Like a Dragon: Ishin! (PS5) review: A delightfully fun "samurai" game
Like a Dragon: Ishin! (PS5) review: A delightfully fun "samurai" game
Video games set in Japan’s samurai era have a special place in most gamers’ hearts, there is a certain charm about playing as a highly-skilled, katana-wielding warrior that makes these titles so appealing. In Sega’s most recent action-adventure title, Like a Dragon: Ishin!,you can do exactly that. And despite a few kinks in the system, this game has proved itself to be quite the charmer indeed.
Like a Dragon: Ishin! is a spinoff of Sega’s hugely popular Yakuza series, and while English-speaking fans may be seeing this title for the first time, Ishin is not a new game. It is a remake of a PS3 title of the same name that was given a Japan-only release back in 2014, when the Yakuza series was not as popular as it is today.
Once you delve into Ishin’s first few hours, it is not hard to understand why Sega was hesitant to release this game to a broader audience back then. While samurai-themed games have always been popular with non-Japanese audiences, Ishin’s characters and plot are based on real-life historical events that few gamers would be familiar with.
Like a Dragon: Ishin is set in the late 1880s, during the last days of Japan’s Edo period when the era of the samurai as sword-wielding fighters is nearing its end. Gamers take on the role of Sakamoto Ryoma, a low-ranked samurai who quickly finds himself embroiled in Japan’s power and political struggles, as the country teeters on the cusp of modernisation.
Within the first hour of the game, Ryoma loses his adoptive father to an assassination, is accused of the killing, and ends up on the run, taking on a false identity as Saito Hajime to avoid detection by his pursuers. With a new name and a single-minded quest to find his adoptive father’s killer, Ryoma soon finds himself involved with the Shinsengumi, a group that served as a special police force for Japan’s samurai-run Bakufu government at the time.
If the names Sakamoto Royma, Saito Hajime, and the Shinsengumi do not ring a bell, you are not alone. While these real-life historical characters have been popular cast members in many Japanese games, anime, and TV shows, few have been released to an English-speaking audience. The stories also require an in-depth understanding of Japan’s pre-modern history and political events to fully understand.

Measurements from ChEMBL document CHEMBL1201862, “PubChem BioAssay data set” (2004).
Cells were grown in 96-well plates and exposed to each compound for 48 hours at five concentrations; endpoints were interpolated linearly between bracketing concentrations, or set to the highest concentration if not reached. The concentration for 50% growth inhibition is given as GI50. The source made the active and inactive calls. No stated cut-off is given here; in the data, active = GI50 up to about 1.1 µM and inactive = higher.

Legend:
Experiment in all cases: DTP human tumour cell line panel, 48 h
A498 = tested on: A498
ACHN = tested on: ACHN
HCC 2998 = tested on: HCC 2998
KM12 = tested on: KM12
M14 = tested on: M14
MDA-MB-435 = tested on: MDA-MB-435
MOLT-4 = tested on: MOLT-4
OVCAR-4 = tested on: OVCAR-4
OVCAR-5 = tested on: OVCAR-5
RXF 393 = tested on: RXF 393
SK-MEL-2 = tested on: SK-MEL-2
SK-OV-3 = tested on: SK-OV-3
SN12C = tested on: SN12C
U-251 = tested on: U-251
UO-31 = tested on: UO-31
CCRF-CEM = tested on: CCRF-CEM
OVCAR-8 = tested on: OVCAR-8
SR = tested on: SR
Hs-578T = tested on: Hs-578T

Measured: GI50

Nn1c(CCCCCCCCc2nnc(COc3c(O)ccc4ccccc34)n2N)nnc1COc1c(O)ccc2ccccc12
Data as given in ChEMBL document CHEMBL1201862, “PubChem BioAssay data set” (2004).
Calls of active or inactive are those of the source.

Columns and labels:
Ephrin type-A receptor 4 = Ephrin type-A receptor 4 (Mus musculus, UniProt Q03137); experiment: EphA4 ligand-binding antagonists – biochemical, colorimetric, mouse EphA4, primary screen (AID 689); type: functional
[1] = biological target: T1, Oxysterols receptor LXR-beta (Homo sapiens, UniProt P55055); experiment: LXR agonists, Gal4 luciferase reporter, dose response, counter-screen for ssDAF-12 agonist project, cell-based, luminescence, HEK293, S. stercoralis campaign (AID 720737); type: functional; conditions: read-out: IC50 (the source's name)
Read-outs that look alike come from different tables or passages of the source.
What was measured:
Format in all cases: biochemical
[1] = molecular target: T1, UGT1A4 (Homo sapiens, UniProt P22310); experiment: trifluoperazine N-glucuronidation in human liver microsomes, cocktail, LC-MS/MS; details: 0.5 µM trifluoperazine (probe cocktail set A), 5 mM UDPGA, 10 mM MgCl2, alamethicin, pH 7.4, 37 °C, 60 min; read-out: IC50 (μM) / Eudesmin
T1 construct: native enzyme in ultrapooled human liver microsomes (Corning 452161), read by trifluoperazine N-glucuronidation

As a bit of a Japanese history neard (I did major in East Asian history in college after all), I was happy to play a game based on this very interesting and turbulent period of Japanese history. However, some other gamers I know, including a close friend and a cousin, found Ishin’s story hard to follow because of the many historical references used throughout the tale.
Don’t expect Ishin to be a history lesson either. Like many other games featuring Ryoma and members of the Shinsengumi, the game’s story features some real events but is otherwise highly fictionalised. For example, Sakamoto Ryoma and Saito Hajime are two very real and very different people – the part in Ishin where Ryoma takes on the name Saito Hajime as a false identity is completely made up.
Its story may be a little complicated for some gamers, but Ishin’s clear in-game instructions make it easy for players to keep up with the game's flow. Key events were always well-presented, with clear instructions on what Ryoma is expected to do to uncover the next part of the tale.
As a Yakuza series spinoff, Ishin also features many familiar faces in its cast of historical characters. Main man Sakamoto Royma, for example, bears the same face as Yakuza’s Kiryu Kazuma. Series favourite Majima Goro makes an “appearance” as Okita Soji, a Shinsengumi captain.